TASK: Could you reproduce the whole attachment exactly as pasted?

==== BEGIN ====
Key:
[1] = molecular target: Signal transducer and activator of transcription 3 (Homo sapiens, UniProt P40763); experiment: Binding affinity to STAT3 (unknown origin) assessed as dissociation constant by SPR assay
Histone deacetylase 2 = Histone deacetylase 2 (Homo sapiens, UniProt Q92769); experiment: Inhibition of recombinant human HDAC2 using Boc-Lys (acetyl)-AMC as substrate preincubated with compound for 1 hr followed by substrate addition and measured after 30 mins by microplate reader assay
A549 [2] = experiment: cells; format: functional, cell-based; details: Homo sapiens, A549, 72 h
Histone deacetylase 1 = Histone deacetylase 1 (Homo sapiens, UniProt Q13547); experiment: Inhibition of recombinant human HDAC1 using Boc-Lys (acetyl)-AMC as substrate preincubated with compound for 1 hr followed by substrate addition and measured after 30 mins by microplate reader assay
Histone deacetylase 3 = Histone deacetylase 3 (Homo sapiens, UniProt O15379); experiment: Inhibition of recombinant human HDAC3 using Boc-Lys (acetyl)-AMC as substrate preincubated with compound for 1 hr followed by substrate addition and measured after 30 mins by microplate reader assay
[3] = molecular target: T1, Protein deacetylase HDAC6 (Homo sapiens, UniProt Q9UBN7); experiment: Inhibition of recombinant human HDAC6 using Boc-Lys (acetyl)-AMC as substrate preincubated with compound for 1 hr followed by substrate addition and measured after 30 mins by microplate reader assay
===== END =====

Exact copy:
Key:
[1] = molecular target: Signal transducer and activator of transcription 3 (Homo sapiens, UniProt P40763); experiment: Binding affinity to STAT3 (unknown origin) assessed as dissociation constant by SPR assay
Histone deacetylase 2 = Histone deacetylase 2 (Homo sapiens, UniProt Q92769); experiment: Inhibition of recombinant human HDAC2 using Boc-Lys (acetyl)-AMC as substrate preincubated with compound for 1 hr followed by substrate addition and measured after 30 mins by microplate reader assay
A549 [2] = experiment: cells; format: functional, cell-based; details: Homo sapiens, A549, 72 h
Histone deacetylase 1 = Histone deacetylase 1 (Homo sapiens, UniProt Q13547); experiment: Inhibition of recombinant human HDAC1 using Boc-Lys (acetyl)-AMC as substrate preincubated with compound for 1 hr followed by substrate addition and measured after 30 mins by microplate reader assay
Histone deacetylase 3 = Histone deacetylase 3 (Homo sapiens, UniProt O15379); experiment: Inhibition of recombinant human HDAC3 using Boc-Lys (acetyl)-AMC as substrate preincubated with compound for 1 hr followed by substrate addition and measured after 30 mins by microplate reader assay
[3] = molecular target: T1, Protein deacetylase HDAC6 (Homo sapiens, UniProt Q9UBN7); experiment: Inhibition of recombinant human HDAC6 using Boc-Lys (acetyl)-AMC as substrate preincubated with compound for 1 hr followed by substrate addition and measured after 30 mins by microplate reader assay